They're back. The Izz ad-Din al-Qassam Cyber Fighters are threatening banks with a new wave of distributed denial-of-service attacks.

Since last September, al-Qassam has taken responsibility for a series of cyber assaults that have plagued some of the nation's largest banks — shuttering the online banking operations of Wells Fargo, PNC and dozens of others.

However, al-Qassam has so far laid low this summer. In May, the group said it was going to take a break in order to avoid confusing its operations with attacks threatened by the hacktivist group Anonymous.

This new phase, al-Qassam says, will be different.

"You'll feel this in the coming days," the group says in a confusing missive on Pastebin, an anonymous forum mainly used by programmers to post code.

al-Qassam — which is demanding an anti-Muslim video be taken down from YouTube — did not provide further details of the upcoming attacks in its most recent posting.

An FBI spokeswoman declined to comment on the potential attacks.

al-Qassam's latest threats come less than a week after Quantum Dawn 2, a staged assault conducted to test some of Wall Street's biggest banks' responses to cyber threats. The trial was run by the Securities Industry and Financial Markets Association; more than 500 people from 50 different financial services companies and government agencies participated.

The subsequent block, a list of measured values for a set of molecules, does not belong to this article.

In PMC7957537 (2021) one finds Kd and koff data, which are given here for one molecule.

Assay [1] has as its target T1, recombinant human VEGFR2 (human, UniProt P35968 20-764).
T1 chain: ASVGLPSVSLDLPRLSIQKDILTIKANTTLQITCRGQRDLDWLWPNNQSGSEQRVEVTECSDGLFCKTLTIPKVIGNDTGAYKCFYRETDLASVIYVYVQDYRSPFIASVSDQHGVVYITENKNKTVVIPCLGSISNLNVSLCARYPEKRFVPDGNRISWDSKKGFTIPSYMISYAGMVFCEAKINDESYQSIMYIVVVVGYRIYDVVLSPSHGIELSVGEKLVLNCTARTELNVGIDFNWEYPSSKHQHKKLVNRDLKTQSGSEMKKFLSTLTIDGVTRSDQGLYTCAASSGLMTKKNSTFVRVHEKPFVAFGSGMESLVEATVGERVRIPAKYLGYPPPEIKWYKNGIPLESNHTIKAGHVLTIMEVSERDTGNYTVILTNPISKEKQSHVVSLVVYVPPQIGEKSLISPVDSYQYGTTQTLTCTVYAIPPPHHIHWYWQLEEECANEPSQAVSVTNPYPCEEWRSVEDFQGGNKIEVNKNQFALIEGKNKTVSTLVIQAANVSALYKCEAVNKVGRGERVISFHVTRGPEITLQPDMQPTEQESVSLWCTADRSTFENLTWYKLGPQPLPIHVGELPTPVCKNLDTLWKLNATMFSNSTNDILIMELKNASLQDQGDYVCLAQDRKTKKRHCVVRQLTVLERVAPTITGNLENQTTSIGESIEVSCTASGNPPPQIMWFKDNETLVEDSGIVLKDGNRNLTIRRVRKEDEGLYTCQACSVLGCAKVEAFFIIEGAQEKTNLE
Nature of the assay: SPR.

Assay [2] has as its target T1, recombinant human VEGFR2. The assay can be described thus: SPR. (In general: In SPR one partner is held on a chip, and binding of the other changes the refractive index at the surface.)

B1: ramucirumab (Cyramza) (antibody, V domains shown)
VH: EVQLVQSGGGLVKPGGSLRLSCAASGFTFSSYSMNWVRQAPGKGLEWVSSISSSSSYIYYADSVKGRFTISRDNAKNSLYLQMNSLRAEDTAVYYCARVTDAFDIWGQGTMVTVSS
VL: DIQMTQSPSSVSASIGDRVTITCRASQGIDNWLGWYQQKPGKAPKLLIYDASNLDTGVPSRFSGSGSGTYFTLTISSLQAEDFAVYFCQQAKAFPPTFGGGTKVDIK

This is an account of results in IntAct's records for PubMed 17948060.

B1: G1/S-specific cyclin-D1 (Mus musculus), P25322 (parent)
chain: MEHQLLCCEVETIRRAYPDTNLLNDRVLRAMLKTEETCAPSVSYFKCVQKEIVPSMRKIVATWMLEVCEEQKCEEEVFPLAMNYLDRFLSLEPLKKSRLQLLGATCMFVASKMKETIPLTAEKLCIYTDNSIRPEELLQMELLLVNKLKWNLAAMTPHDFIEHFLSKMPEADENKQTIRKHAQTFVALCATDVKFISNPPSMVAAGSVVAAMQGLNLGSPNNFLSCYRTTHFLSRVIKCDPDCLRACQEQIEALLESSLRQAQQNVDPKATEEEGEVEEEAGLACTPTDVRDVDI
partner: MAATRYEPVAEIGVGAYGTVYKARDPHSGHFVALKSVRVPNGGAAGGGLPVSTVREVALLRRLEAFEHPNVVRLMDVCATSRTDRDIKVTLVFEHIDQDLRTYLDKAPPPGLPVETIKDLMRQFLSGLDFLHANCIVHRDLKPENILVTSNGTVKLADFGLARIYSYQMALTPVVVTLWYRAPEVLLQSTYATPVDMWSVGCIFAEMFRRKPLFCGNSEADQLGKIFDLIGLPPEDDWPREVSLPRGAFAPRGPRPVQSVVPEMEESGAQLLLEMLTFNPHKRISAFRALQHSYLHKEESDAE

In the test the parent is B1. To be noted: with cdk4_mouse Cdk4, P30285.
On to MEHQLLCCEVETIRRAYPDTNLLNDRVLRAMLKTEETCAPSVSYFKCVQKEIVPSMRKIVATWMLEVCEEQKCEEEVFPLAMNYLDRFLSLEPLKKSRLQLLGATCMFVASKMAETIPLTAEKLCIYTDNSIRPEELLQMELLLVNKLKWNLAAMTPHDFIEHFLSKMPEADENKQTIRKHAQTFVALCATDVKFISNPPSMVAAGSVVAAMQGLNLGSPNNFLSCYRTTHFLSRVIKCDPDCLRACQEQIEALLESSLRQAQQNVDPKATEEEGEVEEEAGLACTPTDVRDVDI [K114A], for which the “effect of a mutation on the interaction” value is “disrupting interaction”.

DDoS attacks like the one the al-Qassam group has conducted have little impact on a bank's business, says Robert E. Lee, a business analyst at Intuit.

"The intelligent attackers, the ones we actually care about, are the ones that use DDoS as a distraction technique," he says, referring to criminals that use denial of service attacks as a means of focusing bank employees' attention on restoring the website, away from big ACH transfers or other virtual crimes.

"The ones that are simply trying to knock sites off-line might put a sour taste in the mouths of users but have less of an impact," Lee says.

That's exactly the stated purpose of al-Qassam.

In the past, it's been successful at disabling banks' websites for several hours, with the potential motive of undermining the American public's faith in the financial system.

"I think what they are hoping is someone will not understand and say, 'My core banking is offline for 10 minutes,'" says Ken Baylor, a research vice president at the information security research and advisory company NSS Labs. "What was kind of a bad joke has just kept on running."

The cost to banks is negligible aside from inconvenience for customers, Baylor says.

He adds, "And even if they do succeed now" in disrupting banks' consumer-facing websites, "it really is a 'So what.' "